Ethical approval

The Ethics committee of Yenepoya University, Mangaluru, India approved the study protocol (YUEC132/06/07/2013) and necessary permission was taken from Mangaluru Urban Development Authority. The study protocol followed the tenets of the Declaration of Helsinki. Informed written consent was taken from all the respondents for voluntary participation either in kannada (local language) or in hindi (national language) for indigenous and migrant workers, respectively.

Results

A total of 138 eligible construction workers were approached in nine randomly selected construction sites and 119 participated in the study (response rate 86.2 %). Out of 119 workers, 18 (15 %) were females and 101 (85 %) were males and male:female ratio was 6.6. Nearly half (n = 52, 43.7 %) of them were in the age group of 21–30 years and their mean age was 28.41 ± 11.37 years (Table 1). Most (n = 116, 97.5 %) of them were migrant workers. Workers from scheduled caste (SC) category were the majority (n = 58, 48.7 %) followed by other backward class (OBC) category (n = 31, 26.1 %). Among the respondents, 49 (41.2 %) were illiterates and illiteracy was significantly (p = 0.004) higher among females compared to males (72.2 % vs. 35.6 %). Almost three fourths of them (n = 89, 74.8 %) were residing at the construction site. Except one, all the female workers (n = 17, 94.4 %) were married and were working together with their husbands at the construction sites. Nearly half of the workers (n = 55, 46.2 %, 95 % CI 37.2–55.2 %) reported that they suffered from malaria within a duration of 1 year and it was significantly high (p = 0.019) among those who were staying at the construction site (52.8 vs. 26.7 %). Proportion wise differences in self stated past suffering from malaria within 1 year across other studied socio-demographic variables were statistically not significant (p > 0.05) (Table 2).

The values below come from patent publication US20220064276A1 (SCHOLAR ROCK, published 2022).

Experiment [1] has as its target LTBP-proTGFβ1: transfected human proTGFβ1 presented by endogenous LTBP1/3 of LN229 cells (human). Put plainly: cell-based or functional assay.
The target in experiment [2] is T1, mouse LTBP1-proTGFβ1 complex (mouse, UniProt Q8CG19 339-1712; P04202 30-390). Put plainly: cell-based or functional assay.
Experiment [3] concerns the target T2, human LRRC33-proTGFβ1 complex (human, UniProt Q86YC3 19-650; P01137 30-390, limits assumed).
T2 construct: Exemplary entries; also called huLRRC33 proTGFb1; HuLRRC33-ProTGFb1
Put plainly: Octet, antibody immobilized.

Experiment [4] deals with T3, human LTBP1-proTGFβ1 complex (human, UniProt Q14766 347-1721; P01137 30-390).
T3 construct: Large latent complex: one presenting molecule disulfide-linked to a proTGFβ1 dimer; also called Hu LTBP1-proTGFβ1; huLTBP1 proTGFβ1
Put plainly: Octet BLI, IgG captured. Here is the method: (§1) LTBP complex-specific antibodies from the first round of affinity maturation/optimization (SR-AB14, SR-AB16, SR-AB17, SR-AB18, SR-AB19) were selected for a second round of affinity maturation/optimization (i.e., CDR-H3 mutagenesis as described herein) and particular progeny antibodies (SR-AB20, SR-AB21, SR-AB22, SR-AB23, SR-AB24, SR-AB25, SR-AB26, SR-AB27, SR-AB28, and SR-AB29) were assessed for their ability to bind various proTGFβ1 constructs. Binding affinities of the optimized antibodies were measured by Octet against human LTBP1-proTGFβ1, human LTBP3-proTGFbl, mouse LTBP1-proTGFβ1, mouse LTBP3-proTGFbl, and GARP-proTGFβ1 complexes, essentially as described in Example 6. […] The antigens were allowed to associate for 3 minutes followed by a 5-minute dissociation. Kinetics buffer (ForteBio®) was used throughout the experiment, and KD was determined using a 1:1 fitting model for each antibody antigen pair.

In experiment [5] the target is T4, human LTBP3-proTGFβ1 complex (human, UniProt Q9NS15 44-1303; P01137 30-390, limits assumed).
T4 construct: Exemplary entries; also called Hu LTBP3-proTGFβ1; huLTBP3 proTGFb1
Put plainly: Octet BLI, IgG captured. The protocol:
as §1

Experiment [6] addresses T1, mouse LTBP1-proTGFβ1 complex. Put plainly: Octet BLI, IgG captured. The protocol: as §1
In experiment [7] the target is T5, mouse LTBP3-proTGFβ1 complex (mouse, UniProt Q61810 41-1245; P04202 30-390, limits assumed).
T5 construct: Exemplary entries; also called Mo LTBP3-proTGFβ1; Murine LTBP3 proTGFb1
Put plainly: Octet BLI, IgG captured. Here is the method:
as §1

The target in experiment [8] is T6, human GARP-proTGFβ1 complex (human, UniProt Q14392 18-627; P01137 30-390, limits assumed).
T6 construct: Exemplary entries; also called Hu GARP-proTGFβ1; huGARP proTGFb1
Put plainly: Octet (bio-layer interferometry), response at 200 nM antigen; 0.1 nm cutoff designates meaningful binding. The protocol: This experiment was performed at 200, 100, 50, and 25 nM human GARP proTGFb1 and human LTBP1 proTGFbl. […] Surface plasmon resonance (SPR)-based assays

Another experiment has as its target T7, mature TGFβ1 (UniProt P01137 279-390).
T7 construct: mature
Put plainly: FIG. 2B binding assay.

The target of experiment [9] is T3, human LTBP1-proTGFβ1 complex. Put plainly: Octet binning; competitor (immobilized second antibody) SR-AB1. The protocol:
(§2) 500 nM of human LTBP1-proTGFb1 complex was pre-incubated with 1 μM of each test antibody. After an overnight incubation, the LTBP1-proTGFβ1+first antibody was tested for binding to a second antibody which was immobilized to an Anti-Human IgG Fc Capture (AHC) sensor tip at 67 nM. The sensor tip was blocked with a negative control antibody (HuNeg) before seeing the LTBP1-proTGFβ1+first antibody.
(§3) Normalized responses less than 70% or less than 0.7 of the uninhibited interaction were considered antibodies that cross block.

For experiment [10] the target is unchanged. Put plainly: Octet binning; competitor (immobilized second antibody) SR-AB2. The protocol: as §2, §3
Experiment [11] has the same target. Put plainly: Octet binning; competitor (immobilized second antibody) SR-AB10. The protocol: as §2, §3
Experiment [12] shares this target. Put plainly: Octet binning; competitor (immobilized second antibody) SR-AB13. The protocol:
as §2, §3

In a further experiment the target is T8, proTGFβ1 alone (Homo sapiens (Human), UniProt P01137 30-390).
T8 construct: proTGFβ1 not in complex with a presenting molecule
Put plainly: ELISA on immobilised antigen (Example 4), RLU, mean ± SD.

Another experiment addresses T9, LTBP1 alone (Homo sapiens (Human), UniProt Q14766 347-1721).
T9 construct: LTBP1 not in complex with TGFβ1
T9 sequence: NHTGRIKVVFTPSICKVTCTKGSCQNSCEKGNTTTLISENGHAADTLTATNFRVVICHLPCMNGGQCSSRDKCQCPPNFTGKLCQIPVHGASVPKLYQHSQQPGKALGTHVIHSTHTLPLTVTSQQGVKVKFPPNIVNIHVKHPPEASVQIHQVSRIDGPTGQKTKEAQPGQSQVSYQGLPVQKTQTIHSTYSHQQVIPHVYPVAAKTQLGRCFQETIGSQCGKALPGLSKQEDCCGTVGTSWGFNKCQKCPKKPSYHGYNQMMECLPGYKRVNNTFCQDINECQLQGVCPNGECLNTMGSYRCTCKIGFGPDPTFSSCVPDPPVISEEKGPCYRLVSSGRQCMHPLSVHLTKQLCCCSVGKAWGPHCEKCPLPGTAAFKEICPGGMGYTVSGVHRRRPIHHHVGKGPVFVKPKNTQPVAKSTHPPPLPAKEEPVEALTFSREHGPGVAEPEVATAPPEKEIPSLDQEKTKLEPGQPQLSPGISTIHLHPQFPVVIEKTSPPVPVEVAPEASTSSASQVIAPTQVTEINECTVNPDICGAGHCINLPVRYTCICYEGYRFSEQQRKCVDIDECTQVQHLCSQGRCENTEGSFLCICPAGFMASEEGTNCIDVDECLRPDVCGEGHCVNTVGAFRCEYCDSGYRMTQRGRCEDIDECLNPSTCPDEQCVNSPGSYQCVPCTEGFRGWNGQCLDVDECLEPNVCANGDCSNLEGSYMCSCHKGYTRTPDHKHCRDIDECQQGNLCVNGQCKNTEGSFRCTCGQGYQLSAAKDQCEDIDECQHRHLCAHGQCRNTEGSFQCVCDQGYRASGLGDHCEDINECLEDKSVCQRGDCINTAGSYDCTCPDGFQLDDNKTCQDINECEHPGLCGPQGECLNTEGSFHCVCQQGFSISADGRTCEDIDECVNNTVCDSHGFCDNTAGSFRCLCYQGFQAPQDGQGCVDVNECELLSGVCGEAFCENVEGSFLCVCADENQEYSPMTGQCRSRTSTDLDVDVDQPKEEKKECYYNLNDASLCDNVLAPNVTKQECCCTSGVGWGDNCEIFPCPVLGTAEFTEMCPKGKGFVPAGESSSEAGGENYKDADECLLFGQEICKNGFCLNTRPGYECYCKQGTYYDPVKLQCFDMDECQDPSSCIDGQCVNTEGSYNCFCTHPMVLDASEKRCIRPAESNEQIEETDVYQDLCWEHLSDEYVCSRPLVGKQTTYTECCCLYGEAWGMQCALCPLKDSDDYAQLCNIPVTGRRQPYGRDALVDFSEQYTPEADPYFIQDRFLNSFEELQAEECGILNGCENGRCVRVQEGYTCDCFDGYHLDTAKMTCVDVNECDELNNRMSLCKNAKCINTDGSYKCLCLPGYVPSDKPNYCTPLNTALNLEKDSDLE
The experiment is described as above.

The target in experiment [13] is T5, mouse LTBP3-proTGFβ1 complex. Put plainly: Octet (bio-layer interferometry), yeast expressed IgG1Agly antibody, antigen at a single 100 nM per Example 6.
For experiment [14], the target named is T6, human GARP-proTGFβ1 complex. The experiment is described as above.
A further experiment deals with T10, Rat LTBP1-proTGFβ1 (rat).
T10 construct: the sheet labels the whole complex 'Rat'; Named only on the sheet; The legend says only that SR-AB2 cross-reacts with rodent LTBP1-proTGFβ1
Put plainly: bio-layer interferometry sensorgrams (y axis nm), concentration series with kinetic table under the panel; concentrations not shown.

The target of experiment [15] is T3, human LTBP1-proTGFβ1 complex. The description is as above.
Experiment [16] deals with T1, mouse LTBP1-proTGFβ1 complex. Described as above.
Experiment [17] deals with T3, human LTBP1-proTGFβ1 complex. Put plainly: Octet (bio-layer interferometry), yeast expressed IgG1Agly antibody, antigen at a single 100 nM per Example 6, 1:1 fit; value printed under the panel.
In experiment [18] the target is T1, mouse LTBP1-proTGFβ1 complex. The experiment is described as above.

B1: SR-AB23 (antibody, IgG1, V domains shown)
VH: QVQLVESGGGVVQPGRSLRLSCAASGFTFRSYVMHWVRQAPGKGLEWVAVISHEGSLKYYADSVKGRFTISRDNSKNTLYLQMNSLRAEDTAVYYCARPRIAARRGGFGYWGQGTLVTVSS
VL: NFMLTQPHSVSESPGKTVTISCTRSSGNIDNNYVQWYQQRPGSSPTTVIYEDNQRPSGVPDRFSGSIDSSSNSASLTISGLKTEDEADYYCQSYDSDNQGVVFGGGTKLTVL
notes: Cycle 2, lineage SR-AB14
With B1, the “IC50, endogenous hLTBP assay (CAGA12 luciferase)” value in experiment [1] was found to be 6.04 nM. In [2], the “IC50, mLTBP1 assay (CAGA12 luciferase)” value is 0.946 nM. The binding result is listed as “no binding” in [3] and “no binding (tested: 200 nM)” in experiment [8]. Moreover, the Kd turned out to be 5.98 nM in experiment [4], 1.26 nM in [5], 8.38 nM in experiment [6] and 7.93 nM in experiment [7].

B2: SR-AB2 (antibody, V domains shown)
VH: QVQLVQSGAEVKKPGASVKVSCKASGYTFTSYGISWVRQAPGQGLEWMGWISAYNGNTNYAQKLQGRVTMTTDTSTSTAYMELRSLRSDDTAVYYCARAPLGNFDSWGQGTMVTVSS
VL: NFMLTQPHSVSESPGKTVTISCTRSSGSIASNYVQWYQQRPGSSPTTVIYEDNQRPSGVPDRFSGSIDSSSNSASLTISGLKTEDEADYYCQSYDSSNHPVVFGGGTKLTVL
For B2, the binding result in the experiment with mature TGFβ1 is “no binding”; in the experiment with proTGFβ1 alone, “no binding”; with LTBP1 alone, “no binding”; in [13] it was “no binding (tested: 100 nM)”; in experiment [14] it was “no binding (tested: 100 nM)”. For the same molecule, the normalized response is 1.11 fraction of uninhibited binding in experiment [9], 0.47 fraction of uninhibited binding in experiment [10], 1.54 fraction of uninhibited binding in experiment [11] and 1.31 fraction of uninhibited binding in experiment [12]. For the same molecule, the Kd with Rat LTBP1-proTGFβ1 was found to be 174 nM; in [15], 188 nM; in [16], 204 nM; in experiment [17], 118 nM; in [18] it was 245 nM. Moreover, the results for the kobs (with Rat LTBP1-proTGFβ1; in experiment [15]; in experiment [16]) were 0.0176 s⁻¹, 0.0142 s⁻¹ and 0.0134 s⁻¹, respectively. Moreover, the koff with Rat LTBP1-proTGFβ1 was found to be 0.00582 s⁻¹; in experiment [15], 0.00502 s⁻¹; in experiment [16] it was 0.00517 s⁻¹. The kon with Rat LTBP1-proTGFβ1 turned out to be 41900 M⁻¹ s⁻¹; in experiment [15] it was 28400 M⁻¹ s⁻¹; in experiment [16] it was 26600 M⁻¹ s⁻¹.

Table 1

Socio-demographic profile and self stated history of malaria within 1 year among the construction workers in Mangaluru, India, June–September 2012 (n = 119)

Study variable

Male

Female

Total

n

%

n

%

n

%

Age group (years)

 18–20

26

25.7

6

33.3

32

26.9

 21–30

46

45.5

6

33.3

52

43.7

 31–40

16

15.8

2

11.1

18

15.1

 41–50

8

7.9

2

11.1

10

8.4

 >50

5

5.0

2

11.1

7

5.9

Type of worker

 Local

3

3.0

0

0

3

2.5

 Migrant

98

97.0

18

100

116

97.5

Caste category

 Scheduled caste

43

42.6

15

83.3

58

48.7

 Scheduled tribe

7

6.9

0

0

7

5.9

 Other backward class

29

28.7

2

11

31

26.1

 General caste

22

21.8

1

5.6

23

19.3

Literacy status

 Illiterate

36

35.6

13

72.2

49

41.2

 Up to primary

29

28.7

3

16.7

32

26.9

 Up to high school

26

25.7

2

11.1

28

23.5

 Above high school

10

9.9

0

0

10

8.4

Marital status

 Married

52

51.5

17

94.4

69

58

 Unmarried

49

48.5

1

5.6

50

42

Stay at construction site

 Yes

75

74.3

14

77.8

89

74.8

 No

26

25.7

4

22.2

30

25.2

History of malaria within 1 year

 Yes

49

48.5

6

33.3

55

46.2

 No

52

51.5

12

66.7

64

53.8

 Total

101

100

18

100

119

100

Table 2